Filed under: Crates,Features,Not Your Average,Print Work,Steady Bootleggin',Strong Island,The Unkut Guide,Where Are They Now?
Written by: Robbie Ettelson
Pic courtesy Meaning of Dope.
After forming meeting at high school out on Long Island, Curt Cazal, B Luv and AJ Rok (who was originally from Mt. Vernon) would spend three to four hours every day rehearsing their routines. It wasn’t until they were all in college that the J.V.C. F.O.R.C.E (Justified by Virtue of Creativity For Obvious Reasons Concerning Entertainment) began to send their demo tapes out to labels. They now admit to being a little surprised when B-Boy Records offered them a deal on the strength of ‘Nu Skool’, which the group considered to be their weakest song at the time. According to AJ Rok: “Rock Candy Records was the label. Scott La Rock approached them about doing a label, and B-Boy Records was supposed to be – on paper – the joint venture between Scott La Rock and Rock Candy. That’s originally how it started. But what happened is, the people that owned the label – I think it was two Jewish guys, and a black dude – because Scott never put no money up, they let him say you’re an owner…but the paperwork didn’t reflect that.” J.V.C. Force’s debut single for the label, ‘Strong Island’, was originally recorded as the B-side to ‘Nu Skool’, but once it was laid down there was no denying the power of that song and it went on to become a huge hit as the A-side in 1987, and was quickly adopted as the anthem for the still-emerging hip-hop scene in Long Island. By sampling Chuck D‘s rallying cry of “Strong Island!” from Public Enemy‘s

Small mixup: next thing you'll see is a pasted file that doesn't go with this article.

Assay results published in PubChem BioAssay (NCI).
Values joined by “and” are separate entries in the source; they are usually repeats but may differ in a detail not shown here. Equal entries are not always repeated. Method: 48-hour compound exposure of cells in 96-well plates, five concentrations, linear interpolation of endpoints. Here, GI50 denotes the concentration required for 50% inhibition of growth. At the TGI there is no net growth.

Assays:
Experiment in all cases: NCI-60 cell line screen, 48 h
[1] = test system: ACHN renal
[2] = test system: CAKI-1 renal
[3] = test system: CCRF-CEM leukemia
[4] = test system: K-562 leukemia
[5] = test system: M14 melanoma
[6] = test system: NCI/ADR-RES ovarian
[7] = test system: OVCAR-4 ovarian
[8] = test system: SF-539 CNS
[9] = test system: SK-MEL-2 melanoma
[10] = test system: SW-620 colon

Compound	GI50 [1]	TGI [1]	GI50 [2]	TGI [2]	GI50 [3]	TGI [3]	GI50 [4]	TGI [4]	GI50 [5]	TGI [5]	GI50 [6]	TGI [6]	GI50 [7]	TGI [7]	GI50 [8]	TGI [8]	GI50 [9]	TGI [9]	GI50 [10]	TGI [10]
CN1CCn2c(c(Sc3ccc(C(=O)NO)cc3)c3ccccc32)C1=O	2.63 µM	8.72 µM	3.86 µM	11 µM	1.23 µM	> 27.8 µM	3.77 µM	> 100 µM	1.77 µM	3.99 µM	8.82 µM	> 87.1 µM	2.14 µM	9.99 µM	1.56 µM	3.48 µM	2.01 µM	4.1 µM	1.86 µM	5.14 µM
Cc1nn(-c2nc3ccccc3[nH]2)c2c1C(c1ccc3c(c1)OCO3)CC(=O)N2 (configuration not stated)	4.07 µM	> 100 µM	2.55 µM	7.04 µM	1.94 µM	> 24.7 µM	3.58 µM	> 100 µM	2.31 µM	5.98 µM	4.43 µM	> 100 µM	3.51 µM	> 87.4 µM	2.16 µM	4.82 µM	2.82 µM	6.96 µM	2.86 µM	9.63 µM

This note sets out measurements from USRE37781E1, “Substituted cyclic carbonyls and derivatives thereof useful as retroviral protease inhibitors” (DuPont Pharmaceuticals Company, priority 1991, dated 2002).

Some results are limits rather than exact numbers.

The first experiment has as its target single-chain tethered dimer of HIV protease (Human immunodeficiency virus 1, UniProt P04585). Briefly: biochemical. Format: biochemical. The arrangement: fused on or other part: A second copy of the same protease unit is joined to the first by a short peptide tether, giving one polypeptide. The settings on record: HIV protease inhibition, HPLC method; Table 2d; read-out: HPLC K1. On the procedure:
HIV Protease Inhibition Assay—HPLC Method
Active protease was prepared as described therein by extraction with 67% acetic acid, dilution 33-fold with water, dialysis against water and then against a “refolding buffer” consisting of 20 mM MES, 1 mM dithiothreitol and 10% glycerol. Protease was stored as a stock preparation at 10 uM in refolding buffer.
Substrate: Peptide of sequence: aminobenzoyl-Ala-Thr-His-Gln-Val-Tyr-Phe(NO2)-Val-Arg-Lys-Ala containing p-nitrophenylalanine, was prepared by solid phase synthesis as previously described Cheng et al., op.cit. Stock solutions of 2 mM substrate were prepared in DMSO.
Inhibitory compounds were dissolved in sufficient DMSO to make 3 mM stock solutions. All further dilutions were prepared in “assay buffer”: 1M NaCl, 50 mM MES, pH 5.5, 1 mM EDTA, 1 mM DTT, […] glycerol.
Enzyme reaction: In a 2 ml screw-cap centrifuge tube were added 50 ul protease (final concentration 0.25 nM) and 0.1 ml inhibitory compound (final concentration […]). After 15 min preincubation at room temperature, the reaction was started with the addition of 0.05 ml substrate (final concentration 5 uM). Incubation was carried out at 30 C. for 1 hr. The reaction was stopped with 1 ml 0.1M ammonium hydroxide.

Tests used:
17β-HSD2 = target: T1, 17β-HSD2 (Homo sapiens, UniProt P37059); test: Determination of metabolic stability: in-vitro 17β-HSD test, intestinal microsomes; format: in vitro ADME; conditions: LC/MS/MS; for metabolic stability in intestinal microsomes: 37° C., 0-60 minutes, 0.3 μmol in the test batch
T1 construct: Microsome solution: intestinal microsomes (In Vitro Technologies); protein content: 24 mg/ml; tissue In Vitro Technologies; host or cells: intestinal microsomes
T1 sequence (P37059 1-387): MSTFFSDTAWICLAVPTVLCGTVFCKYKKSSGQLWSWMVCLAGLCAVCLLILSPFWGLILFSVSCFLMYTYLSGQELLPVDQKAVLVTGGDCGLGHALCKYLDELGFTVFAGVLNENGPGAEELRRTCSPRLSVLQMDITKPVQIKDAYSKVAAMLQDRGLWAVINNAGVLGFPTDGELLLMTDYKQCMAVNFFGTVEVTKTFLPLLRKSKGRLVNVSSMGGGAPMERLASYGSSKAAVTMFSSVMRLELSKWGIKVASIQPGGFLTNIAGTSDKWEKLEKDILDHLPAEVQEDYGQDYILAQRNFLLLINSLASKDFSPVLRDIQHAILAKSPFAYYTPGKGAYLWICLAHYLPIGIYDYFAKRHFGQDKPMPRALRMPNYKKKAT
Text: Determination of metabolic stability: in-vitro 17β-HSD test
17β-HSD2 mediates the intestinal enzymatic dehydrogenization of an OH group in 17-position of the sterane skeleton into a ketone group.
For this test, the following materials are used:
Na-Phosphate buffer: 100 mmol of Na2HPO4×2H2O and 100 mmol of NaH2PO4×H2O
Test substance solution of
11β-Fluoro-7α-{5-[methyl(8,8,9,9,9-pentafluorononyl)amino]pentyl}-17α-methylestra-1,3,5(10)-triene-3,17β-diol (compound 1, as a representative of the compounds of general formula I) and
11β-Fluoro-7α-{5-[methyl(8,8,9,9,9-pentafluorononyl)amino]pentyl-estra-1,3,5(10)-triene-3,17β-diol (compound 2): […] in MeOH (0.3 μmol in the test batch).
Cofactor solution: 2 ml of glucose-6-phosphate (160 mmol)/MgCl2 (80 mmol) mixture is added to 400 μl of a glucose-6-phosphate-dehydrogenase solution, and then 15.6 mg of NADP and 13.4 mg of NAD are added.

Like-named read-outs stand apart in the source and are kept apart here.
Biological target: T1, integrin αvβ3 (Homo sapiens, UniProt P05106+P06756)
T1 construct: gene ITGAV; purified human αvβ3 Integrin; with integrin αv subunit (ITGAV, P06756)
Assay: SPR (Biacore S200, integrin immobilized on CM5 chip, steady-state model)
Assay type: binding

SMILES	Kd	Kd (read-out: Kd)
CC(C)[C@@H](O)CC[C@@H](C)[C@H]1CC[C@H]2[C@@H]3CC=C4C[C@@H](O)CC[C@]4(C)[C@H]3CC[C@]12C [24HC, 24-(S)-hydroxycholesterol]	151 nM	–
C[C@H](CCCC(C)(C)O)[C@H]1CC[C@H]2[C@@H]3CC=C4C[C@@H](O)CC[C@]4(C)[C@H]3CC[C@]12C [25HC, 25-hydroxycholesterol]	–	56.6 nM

‘Bring The Noise’ ‘Rebel Without A Pause’, J.V.C. were the first crew to really stand-up and represent Long Island to the fullest.
“DJ Spontaneous had traded me for my copy of ‘Good Times’ ‘cos he needed doubles for this party”, reminisces AJ. “He gave me this record by Frieda Payne, and when I listened to it I was pissed off I’d given up my ‘Good Times’! A few years later, the original beat we had for ‘Strong Island’ was ‘My Girl’, but B Luv said, ‘Hell nah. We’ve gotta look for a beat’. So we went to his pops house and I said, ‘Do you have anything by Frieda Payne?’ So he played ‘Band of Gold’ and I’m like, ‘Nah, that ain’t the record. Yo, turn it over’. It was the b-side, and we looked at each other like, ‘Yo!’ We called up Curt right away and played it to him”. Combing the two separate Frieda Payne samples, ‘Strong Island’ burst out the speaker with it’s rolling congo break, triumphant horn blasts and buzzing guitar licks, allowing AJ Rok and B Luv to kick an addictive back-and-forth routine that swings between light-hearted boasts and stern warnings to any doubters. J.V.C. also released the exclusive ‘Blue Mix’ of ‘Strong Island’ for the European market. “The U.K. was giving us mad love”, details AJ. “So we did something just for the U.K. It ended up going other places, but it was just for the U.K. It ended up coming back out to the States, eventually. They were giving us love so we gave them something extra.” Still instantly recognizable to this day, the track was remade by Chris Lowe (who produced much of Stezo’s debut) and Parrish ‘PMD’ Smith for ‘CT To LI Buckwhylin’ in 2000.